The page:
Another problem centered on how religious engagement was conceived of and put into practice when it did manage to work its way into diplomatic conduct. All too often in my experience many of the mistakes that characterize efforts focused on engaging women in foreign policy and development work carried over into the conceptualization of religious engagement. More specifically, it seemed that outreach to religious actors—like many efforts to work with women—were approached as a “ghettoized” ancillary activity set apart from the main action. Meeting with religious actors in this fashion, however, simply reproduced the idea of religion as a marginal space rather than a domain that is central to achieving U.S. foreign policy goals.
A second concern relates to the question of where and when religious engagement is seen to be relevant. It is not uncommon to find religious actors showing up on the radar of U.S. outreach in the context of efforts to address some of the more extreme situations our diplomats face—such as efforts to end conflict or respond to humanitarian disasters. While religious leaders undoubtedly have a key role to play in these tough spots, we also need to realize that they are relevant even when things aren’t burning. Which brings us to the crux of the case for religious engagement as an integral component of advancing U.S. national security and foreign policy interests: as important leaders of society, builders of social capital, and trusted community figureheads, outreach to religious actors and institutions needs to become a routinized part of U.S. diplomacy across all regional and functional domains. Whether we are talking about stabilizing Afghanistan, bringing prosperity to Africa, or achieving democracy in the Arab world, a focus on religion and religious actors needs to be front and center in our diplomacy and development work.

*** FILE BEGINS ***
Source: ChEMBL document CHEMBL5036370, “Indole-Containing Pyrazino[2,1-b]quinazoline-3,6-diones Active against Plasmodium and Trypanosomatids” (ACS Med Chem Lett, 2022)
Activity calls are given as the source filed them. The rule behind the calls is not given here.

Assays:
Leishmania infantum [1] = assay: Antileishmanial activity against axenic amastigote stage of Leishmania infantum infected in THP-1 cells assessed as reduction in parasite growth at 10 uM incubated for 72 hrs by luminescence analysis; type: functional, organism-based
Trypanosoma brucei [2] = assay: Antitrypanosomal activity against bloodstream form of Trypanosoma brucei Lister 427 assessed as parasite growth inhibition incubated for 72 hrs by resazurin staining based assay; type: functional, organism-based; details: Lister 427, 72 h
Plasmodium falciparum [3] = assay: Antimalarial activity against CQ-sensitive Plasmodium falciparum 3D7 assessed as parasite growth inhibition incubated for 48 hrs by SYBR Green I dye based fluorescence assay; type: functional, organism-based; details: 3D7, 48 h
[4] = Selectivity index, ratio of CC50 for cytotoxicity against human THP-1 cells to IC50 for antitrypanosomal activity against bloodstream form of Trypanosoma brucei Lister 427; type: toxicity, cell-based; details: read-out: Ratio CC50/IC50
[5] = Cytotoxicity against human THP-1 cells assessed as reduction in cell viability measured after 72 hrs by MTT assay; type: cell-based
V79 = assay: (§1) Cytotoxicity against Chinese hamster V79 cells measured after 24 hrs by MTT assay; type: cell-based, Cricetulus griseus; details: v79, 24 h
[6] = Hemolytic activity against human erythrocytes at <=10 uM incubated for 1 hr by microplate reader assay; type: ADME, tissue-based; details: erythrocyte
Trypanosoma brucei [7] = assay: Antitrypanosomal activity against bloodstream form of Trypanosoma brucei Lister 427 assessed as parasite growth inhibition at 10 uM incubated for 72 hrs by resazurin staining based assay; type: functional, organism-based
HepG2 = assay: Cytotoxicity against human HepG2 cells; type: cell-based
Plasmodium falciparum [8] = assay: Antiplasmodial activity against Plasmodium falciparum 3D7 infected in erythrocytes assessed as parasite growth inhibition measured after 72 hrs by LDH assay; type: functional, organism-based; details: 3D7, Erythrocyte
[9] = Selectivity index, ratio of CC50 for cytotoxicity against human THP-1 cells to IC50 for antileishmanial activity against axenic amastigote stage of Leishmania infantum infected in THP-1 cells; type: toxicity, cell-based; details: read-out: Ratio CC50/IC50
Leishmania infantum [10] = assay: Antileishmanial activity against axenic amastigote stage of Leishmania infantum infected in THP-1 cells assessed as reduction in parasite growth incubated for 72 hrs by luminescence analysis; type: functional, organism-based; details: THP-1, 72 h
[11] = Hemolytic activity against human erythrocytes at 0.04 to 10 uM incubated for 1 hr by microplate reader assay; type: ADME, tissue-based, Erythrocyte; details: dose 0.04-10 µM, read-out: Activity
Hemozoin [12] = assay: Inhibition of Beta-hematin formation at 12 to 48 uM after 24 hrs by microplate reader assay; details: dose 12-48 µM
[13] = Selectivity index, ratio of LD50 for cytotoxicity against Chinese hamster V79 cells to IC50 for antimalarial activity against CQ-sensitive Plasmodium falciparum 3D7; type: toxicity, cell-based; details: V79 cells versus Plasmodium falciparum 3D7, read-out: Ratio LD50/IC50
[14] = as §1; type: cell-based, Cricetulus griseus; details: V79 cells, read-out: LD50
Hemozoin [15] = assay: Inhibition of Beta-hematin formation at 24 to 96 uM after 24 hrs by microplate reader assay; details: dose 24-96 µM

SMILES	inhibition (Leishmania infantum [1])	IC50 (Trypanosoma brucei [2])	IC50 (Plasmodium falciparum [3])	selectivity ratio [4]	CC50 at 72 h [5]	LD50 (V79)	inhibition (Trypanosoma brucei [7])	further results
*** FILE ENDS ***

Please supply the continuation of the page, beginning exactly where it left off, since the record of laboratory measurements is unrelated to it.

Of course there will be ongoing challenges that need to be tackled. One of the toughest is the legal limit imposed by the constitution on direct U.S. government support for religion. Such restrictions have in the past made some diplomats wary of being too forward leaning in the religious engagement space for fear of finding themselves on the wrong side of the law. Here it is crucial that our front line diplomats and development workers receive clear legal guidance that can enable religious engagement in the course of advancing their mission and our interests while still respecting the Establishment Clause.
The State Department’s new religious engagement office hence has the potential to be genuinely transformational with respect to how the United States does diplomacy. There are already successes that it can build on, such as USAID’s Center for Faith-based and Community Initiatives or some of the frontline engagement efforts undertaken by Rashad Hussain, U.S. Special Envoy to the Organization of Islamic Cooperation—who will be attending this year’s U.S. Islamic World Forum. The relevance of religion in global affairs has never been more apparent, and it is high time that U.S. foreign policy and national security efforts begin to reflect this reality.
On February 24, Vanda Felbab-Brown joins the National Committee on US-China Relations for a discussion on “The faces of fentanyl: China, the United States, and those in-between.”